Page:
To celebrate, I made myself a glass of limeade and toasted (reamed one lime into a glass, added two teaspoons of sugar and water). Quick aside, British sailors are nicknamed “Limeys” because when it was discovered that lime juice both cured and prevented scurvy (because of the vitamin C), the queen’s sailors were rationed one lime per day when on passage.
The rest of the day, we were sailing hard on the wind (sailing into the wind). Not a sailboat’s fastest point of sail—especially a blue-water cruiser like Hazel. Therefore, it was another 4 hours of sailing before we were really close to the islands. It was fun and exciting to see the sea life and birds change and appear as we approached land. I saw a mixed group of Frigate Birds and Brown Boobies going after a school of baitfish that were being pushed to the surface by larger fish below.
I learned from studying my charts that not far north of the coast of Puerto Rico and the Virgin Islands lies the Puerto Rico Trench. This oceanic trench is the deepest in the Atlantic and helps define the boundary between the Atlantic Ocean and Caribbean Sea. It’s dizzying to think that you’re sailing over water that is 27,500 feet deep. I know you can just as easily drown in your bathtub but still…. Later, I did some quick internet searches and estimate that if I had dropped a penny in the water over the trench, it would have taken 2 hours and 40 minutes for it to reach the bottom.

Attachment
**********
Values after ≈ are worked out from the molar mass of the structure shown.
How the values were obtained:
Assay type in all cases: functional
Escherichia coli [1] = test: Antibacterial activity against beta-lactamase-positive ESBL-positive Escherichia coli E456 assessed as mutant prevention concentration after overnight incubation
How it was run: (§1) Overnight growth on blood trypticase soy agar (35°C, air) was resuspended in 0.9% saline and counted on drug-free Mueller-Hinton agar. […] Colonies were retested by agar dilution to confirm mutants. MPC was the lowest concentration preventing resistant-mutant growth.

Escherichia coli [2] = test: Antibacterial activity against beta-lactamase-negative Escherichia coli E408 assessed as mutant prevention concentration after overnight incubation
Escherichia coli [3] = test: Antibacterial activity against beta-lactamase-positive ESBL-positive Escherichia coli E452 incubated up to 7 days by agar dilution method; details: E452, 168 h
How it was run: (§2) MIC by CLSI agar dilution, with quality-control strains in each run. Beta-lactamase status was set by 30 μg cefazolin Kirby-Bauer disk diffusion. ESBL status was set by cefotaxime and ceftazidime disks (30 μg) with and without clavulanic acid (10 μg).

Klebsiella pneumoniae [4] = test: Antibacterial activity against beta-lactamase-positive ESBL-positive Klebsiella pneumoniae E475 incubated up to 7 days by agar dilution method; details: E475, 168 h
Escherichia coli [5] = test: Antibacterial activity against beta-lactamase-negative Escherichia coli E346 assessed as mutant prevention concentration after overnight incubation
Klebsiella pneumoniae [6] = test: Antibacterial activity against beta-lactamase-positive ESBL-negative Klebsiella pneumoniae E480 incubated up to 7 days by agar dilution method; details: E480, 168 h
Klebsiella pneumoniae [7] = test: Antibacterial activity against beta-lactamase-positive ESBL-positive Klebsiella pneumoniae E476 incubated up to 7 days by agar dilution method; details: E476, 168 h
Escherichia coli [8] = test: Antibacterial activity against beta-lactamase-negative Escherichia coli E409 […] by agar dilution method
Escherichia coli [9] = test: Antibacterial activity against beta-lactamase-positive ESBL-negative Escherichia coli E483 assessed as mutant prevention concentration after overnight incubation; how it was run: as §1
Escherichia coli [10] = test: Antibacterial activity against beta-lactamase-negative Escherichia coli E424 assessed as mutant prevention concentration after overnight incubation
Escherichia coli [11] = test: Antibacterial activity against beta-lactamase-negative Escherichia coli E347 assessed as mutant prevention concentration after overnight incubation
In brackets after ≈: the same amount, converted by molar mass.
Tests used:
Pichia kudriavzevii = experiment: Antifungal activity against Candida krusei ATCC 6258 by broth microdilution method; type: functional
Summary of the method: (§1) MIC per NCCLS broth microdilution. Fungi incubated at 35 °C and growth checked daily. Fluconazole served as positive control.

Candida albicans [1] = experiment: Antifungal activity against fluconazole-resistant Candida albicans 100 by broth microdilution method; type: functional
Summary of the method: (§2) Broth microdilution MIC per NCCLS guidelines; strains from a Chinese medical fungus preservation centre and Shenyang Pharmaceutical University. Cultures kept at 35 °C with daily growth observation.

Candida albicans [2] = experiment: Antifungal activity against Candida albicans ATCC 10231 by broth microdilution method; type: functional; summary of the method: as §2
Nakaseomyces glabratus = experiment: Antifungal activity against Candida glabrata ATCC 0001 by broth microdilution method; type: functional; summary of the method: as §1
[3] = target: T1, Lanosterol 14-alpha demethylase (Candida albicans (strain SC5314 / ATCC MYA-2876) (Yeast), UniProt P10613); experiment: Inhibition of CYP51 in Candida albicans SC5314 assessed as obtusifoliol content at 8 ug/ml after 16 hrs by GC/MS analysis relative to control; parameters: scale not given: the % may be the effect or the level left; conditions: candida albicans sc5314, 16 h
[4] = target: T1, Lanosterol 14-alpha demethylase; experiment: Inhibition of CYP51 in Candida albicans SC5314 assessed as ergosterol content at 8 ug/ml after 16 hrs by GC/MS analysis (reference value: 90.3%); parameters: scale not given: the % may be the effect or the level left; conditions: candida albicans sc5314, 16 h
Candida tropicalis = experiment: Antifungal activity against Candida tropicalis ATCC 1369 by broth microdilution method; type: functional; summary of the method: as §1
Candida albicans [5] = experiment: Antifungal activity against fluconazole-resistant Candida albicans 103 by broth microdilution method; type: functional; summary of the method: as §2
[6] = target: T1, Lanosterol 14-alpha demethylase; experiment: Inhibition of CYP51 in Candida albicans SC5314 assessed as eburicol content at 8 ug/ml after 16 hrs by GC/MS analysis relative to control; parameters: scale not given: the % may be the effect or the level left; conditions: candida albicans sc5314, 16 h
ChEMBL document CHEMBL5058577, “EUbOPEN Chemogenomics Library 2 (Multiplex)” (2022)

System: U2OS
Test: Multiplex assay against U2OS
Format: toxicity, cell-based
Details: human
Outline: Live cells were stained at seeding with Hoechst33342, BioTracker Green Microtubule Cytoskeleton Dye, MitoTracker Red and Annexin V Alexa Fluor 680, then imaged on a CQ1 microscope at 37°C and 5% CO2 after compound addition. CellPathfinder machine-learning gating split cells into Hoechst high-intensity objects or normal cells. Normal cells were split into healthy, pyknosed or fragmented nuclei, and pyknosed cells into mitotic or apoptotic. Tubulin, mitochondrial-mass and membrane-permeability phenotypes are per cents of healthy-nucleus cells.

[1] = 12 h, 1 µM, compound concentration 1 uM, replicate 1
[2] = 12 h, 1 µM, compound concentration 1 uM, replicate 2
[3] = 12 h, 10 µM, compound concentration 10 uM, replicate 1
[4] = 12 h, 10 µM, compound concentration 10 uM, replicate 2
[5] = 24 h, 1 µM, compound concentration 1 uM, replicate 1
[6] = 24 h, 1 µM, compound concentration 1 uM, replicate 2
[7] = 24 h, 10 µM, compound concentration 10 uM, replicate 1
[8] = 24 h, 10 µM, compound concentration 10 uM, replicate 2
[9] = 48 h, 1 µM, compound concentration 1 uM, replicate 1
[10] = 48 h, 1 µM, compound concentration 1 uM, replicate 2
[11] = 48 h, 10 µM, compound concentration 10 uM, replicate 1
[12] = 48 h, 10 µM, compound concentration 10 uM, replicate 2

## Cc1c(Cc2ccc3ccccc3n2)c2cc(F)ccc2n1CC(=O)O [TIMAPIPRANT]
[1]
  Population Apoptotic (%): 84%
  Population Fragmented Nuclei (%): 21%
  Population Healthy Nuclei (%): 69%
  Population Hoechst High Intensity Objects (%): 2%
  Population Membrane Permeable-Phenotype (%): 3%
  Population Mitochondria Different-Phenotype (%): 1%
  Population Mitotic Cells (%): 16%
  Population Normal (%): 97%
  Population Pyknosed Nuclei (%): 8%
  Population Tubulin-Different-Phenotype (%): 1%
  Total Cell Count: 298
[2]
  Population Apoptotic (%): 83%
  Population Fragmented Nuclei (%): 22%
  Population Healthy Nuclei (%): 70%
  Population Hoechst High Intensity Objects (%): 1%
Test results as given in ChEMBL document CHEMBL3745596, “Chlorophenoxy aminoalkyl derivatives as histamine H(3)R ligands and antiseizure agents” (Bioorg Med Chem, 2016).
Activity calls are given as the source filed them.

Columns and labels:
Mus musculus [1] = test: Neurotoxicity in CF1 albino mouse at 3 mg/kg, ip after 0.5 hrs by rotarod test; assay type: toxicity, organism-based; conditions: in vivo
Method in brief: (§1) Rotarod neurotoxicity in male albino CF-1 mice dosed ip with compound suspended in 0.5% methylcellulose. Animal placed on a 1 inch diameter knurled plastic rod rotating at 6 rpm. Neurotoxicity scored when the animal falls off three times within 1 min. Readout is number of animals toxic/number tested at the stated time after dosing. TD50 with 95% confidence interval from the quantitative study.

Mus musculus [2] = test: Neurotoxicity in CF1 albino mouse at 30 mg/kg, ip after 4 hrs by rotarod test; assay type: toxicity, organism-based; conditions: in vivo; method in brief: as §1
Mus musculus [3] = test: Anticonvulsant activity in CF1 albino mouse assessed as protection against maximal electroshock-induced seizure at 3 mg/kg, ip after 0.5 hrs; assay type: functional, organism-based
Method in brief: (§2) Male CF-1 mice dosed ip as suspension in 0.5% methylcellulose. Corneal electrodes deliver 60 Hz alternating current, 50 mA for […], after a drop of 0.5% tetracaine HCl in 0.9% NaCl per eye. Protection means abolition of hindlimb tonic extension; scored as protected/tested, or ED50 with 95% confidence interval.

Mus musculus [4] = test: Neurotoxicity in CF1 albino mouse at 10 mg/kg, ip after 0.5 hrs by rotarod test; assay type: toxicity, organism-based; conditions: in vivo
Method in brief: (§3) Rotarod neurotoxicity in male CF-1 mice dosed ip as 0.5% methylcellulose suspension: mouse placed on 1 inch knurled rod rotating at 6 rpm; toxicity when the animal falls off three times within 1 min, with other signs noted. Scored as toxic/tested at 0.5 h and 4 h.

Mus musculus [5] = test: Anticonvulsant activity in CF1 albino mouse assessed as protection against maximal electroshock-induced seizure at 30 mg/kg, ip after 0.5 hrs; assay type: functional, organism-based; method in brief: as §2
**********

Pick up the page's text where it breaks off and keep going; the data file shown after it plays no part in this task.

As I said, it took me another 4 or so hours of sailing to be in close proximity of the Virgin Islands. Unfortunately this put us at sunset. There’s no way you should be trying to navigate an approach to land in the dark in a area you’ve never sailed before, so I had no choice but to heave-to for the night. Heaving-to consists of putting the boat‘s sails and rudder in a configuration where they purposefully work against each other. Similar to a plane, the boat stalls and moves very little (I averaged ~1 knot for the night [1.2 MPH]). Unlike a plane though, the boat is bouyed by relatively dense saltwater; a plane’s buoyancy comes from the air around it and it will drop like a proverbial stone when it stalls. Still, as in the open-ocean, I had to maintain my schedule of 30 minute cat-naps to check my position, make sure there were no major wind-shifts while I was asleep and make adjustments. 1 knot is dead-slow far from being safely on anchor, especially when you are only a couple miles from land.
Needless to say, I greeted the light in the east around 5:30 AM and the sunrise around 6:30 AM with gratitude.